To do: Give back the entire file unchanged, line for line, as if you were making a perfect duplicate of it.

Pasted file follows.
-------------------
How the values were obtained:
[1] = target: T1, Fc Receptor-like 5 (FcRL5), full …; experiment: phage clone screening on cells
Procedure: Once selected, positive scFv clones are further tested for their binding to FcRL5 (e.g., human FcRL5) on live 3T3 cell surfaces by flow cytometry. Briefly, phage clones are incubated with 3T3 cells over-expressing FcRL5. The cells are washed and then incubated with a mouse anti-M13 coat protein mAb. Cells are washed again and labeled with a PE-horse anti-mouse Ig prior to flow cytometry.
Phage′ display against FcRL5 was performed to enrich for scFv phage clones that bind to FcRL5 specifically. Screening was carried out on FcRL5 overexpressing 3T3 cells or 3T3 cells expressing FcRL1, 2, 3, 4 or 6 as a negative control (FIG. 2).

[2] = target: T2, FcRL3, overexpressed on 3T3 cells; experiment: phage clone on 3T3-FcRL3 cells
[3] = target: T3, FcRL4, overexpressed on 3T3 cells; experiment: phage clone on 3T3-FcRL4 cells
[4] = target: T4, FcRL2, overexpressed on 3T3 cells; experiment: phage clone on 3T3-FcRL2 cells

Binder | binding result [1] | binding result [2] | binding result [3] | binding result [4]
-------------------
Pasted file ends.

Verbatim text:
How the values were obtained:
[1] = target: T1, Fc Receptor-like 5 (FcRL5), full …; experiment: phage clone screening on cells
Procedure: Once selected, positive scFv clones are further tested for their binding to FcRL5 (e.g., human FcRL5) on live 3T3 cell surfaces by flow cytometry. Briefly, phage clones are incubated with 3T3 cells over-expressing FcRL5. The cells are washed and then incubated with a mouse anti-M13 coat protein mAb. Cells are washed again and labeled with a PE-horse anti-mouse Ig prior to flow cytometry.
Phage′ display against FcRL5 was performed to enrich for scFv phage clones that bind to FcRL5 specifically. Screening was carried out on FcRL5 overexpressing 3T3 cells or 3T3 cells expressing FcRL1, 2, 3, 4 or 6 as a negative control (FIG. 2).

[2] = target: T2, FcRL3, overexpressed on 3T3 cells; experiment: phage clone on 3T3-FcRL3 cells
[3] = target: T3, FcRL4, overexpressed on 3T3 cells; experiment: phage clone on 3T3-FcRL4 cells
[4] = target: T4, FcRL2, overexpressed on 3T3 cells; experiment: phage clone on 3T3-FcRL2 cells

Binder | binding result [1] | binding result [2] | binding result [3] | binding result [4]